Ethnic and cultural diversities I: Histories of representation in Canadian theatre

Ethnic and cultural diversities I: Histories of representation in Canadian theatre

In this video, Naila traces the high-stakes reality of storytelling as it relates to history. She argues that what some may take as the norm for theatre in Canada—a group of people performing in front of an audience of silent observers—is actually an inheritance of the settler-invader reality of ‘Canadian’ histories. She reminds us to pay attention, when we go to the theatre, to exactly whose stories are being told and whose stories are being omitted.

Histories of representation of race in Canadian theatre, Dr. Naila Keleta-Mae

Dr. Naila Keleta-Mae

Dr. Naila Keleta-Mae is an Assistant Professor of Theatre and Performance at the University of Waterloo where she researches gender, critical race, and performance studies. Her scholarship appears in publications including Theatre Research in Canada, Canadian Theatre Review, Canadian Review of American Studies (forthcoming), and Why Theatre Now (forthcoming) edited by Kathleen Gallagher and Barry Freeman. Dr. Keleta-Mae has been awarded a Canada Graduate Scholarship (SSHRC), a Mary McEwan Award for Feminist Scholarship (York University), an Abella Scholarship for Studies in Equity (York University), and a New Scholars Prize (International Federation for Theatre Research). She is also a poet, playwright, and director who has performed in Canada, France, South Africa, and the United States of America. Her art has been published by The Toronto Star, Playwrights Canada Press, and Fernwood Publishing, it has been produced by bcurrent, Black Theatre Workshop, and the University of Waterloo and it has been released as two full-length albums.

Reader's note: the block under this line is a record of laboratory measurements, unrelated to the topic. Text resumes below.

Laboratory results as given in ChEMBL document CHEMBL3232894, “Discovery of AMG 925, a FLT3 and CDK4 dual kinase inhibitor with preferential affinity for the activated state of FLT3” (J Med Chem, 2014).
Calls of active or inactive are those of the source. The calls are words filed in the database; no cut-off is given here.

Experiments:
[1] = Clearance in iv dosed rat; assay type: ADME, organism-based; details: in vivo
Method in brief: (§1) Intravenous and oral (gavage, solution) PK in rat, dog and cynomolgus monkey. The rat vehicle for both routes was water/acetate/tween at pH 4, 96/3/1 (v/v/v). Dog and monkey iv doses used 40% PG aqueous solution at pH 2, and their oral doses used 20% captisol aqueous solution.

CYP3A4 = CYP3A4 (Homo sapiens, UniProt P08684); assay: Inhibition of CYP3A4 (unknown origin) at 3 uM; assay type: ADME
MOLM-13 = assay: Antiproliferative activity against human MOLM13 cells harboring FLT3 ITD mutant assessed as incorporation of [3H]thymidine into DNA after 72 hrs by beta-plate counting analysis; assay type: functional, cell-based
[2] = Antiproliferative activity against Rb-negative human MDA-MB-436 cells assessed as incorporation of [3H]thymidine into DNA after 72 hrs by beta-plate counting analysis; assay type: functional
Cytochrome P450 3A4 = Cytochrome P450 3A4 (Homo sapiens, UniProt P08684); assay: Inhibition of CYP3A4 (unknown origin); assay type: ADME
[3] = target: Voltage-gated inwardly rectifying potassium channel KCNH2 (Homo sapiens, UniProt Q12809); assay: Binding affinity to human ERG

1. Choose a number of what you consider to be ‘canonical’ or central theatrical Canadian works? How many can be classified as settler colonialism type theatre and why? What does this say about the continuing effects of colonialism in Canada?
  2. When comparing the largest theatre companies in Canada, what are their similarities, their differences, their audiences and their works? What is missing?
  3. If we were to imagine another theatre revolution like the ‘Art Theatre Movement, what would it look like? How would it be different from our current theatre?
  4. How can the ‘Art Theatre Movement’ be understood to have influenced expectations of viewers watching ‘indie’ theatre?



Appadurai, Arjun. Modernity at Large: Cultural Dimensions of Globalization. University of Minnesota Press.
Anderson, Benedict. Imagined Communities: Reflections on the Origin and Spread of Nationalism. Verso, 1991.
Rubin, Don. Canadian Theatre History: Selected Readings. Toronto: Playwrights Canada Press, 2004.


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